The Church, in her official prayer, the Collect of the Mass of the Most Holy Rosary, teaches us that it is by meditating on the Joyful, Sorrowful, and Glorious Mysteries of the Rosary that we may hope to imitate the virtues of our Blessed Lord and His Blessed Mother. The Rosary presents to us a summary of Our Lord’s Life on earth, of His Passion and Death, and of the triumphs which followed His Resurrection. In its three divisions, Joyful, Sorrowful, and Glorious, we have a Synopsis of the liturgical year which is a devout study of our Saviour’s Life.
Men today have forgotten how to pray because there is no thought behind their words. Vocal prayers do not sink in unless the heart is touched and the spirit aroused. Today, as in the time of Our Lord’s sojourn on this earth, the words of Isaias are true: “This people honoureth Me with their lips, but their heart is far from Me. And in vain do they worship Me, teaching doctrine and commandments of men.”
CARDINAL GILROY ON MEDITATION
Addressing youth during the Centenary Celebrations in Perth, Western Australia, in May, 1946, Cardinal Gilroy, Archbishop of Sydney, advocated the Rosary as a splendid training ground for meditation.
“There is no better training in concentration than the making of a daily meditation. The ability to concentrate is a most valuable asset in anyone’s mental equipment.”
“There is one invaluable form of meditation within easy reach of us all. It is the contemplation of the Mysteries of the Rosary. This exercise of piety I cordially and earnestly recommend to each and every one of you. It is not something novel or untried. Rather it is venerable and of proved efficacy. The exercise in times of peace of noble souls, and of those who wish to be noble, it has been in war a favourite exercise of heroes.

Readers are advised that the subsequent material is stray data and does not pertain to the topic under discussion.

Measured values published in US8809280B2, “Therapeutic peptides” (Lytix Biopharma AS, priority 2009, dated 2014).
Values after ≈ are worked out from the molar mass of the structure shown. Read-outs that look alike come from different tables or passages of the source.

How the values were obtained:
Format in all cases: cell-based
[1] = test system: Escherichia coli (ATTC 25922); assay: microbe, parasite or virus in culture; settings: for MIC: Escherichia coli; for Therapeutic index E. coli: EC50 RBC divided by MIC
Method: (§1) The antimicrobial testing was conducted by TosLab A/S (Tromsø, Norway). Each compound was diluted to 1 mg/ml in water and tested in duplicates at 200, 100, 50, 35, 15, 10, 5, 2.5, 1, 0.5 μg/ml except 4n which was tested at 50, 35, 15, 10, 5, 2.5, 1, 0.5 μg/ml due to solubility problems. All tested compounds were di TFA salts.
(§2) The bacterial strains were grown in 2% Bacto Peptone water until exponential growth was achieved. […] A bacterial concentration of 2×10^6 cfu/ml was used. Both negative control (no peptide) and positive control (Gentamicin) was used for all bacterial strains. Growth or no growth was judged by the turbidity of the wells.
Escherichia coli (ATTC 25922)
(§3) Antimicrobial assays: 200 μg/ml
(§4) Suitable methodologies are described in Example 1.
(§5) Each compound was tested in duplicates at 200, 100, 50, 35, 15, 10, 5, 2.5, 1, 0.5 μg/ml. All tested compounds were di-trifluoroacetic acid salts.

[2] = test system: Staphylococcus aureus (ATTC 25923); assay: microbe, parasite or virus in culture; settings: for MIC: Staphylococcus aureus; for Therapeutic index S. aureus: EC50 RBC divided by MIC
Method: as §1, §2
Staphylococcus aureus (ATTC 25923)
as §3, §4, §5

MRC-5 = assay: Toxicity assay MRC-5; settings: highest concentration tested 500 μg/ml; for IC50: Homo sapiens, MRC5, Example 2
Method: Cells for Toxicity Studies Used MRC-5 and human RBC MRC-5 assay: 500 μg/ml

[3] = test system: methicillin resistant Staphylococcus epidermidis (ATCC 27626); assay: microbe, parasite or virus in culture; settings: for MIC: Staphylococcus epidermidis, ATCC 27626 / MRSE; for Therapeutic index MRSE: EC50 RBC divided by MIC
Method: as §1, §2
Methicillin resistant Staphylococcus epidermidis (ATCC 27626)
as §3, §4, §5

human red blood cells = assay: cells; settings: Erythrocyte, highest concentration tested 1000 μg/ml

“You are familiar with the praises of the Rosary uttered with incomparable gracefulness by Australia’s priest-poet, John O”Brien. He portrays the recitation of the Rosary in the lovely setting of the unspoilt, natural family circle. In war-time there have been descriptions in poem and in prose of valiant youths and men engaged in perilous undertakings on land, at sea, and in the air, and again in foul prison camps, recommending themselves, their companions, and their cause to God through the intercession of the Blessed Virgin Mary by the recitation of the Rosary. In your daily Rosary-and we should be well advised to say the Rosary every day-be sure to ponder over the Mysteries in the Life of your Divine Master and His Blessed Mother. You will, as a consequence of doing that, be encouraged to strive, in spite of all difficulties, to imitate what their Mysteries contain and obtain what they promise.”